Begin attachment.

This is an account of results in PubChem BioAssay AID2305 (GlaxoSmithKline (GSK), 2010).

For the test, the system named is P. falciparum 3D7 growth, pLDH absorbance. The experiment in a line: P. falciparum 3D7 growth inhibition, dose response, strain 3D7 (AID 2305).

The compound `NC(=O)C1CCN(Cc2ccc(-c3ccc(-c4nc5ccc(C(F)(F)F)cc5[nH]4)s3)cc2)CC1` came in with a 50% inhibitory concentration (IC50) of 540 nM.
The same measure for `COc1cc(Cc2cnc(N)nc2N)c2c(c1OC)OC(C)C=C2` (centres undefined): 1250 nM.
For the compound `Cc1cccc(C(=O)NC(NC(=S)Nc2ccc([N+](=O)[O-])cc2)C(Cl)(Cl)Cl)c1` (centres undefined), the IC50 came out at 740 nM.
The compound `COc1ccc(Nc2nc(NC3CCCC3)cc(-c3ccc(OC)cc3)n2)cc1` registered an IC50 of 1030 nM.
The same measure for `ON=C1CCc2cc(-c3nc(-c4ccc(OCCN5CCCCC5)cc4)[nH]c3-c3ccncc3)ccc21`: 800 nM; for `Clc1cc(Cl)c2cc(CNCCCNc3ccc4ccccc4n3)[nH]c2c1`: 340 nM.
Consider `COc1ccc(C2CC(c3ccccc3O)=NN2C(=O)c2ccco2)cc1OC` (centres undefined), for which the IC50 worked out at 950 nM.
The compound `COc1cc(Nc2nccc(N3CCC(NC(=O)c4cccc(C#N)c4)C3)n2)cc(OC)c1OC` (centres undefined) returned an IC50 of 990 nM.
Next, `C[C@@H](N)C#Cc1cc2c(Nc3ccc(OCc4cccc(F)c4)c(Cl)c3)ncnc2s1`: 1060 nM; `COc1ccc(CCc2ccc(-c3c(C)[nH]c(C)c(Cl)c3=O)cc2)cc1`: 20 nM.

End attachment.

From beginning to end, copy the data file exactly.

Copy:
This is an account of results in PubChem BioAssay AID2305 (GlaxoSmithKline (GSK), 2010).

For the test, the system named is P. falciparum 3D7 growth, pLDH absorbance. The experiment in a line: P. falciparum 3D7 growth inhibition, dose response, strain 3D7 (AID 2305).

The compound `NC(=O)C1CCN(Cc2ccc(-c3ccc(-c4nc5ccc(C(F)(F)F)cc5[nH]4)s3)cc2)CC1` came in with a 50% inhibitory concentration (IC50) of 540 nM.
The same measure for `COc1cc(Cc2cnc(N)nc2N)c2c(c1OC)OC(C)C=C2` (centres undefined): 1250 nM.
For the compound `Cc1cccc(C(=O)NC(NC(=S)Nc2ccc([N+](=O)[O-])cc2)C(Cl)(Cl)Cl)c1` (centres undefined), the IC50 came out at 740 nM.
The compound `COc1ccc(Nc2nc(NC3CCCC3)cc(-c3ccc(OC)cc3)n2)cc1` registered an IC50 of 1030 nM.
The same measure for `ON=C1CCc2cc(-c3nc(-c4ccc(OCCN5CCCCC5)cc4)[nH]c3-c3ccncc3)ccc21`: 800 nM; for `Clc1cc(Cl)c2cc(CNCCCNc3ccc4ccccc4n3)[nH]c2c1`: 340 nM.
Consider `COc1ccc(C2CC(c3ccccc3O)=NN2C(=O)c2ccco2)cc1OC` (centres undefined), for which the IC50 worked out at 950 nM.
The compound `COc1cc(Nc2nccc(N3CCC(NC(=O)c4cccc(C#N)c4)C3)n2)cc(OC)c1OC` (centres undefined) returned an IC50 of 990 nM.
Next, `C[C@@H](N)C#Cc1cc2c(Nc3ccc(OCc4cccc(F)c4)c(Cl)c3)ncnc2s1`: 1060 nM; `COc1ccc(CCc2ccc(-c3c(C)[nH]c(C)c(Cl)c3=O)cc2)cc1`: 20 nM.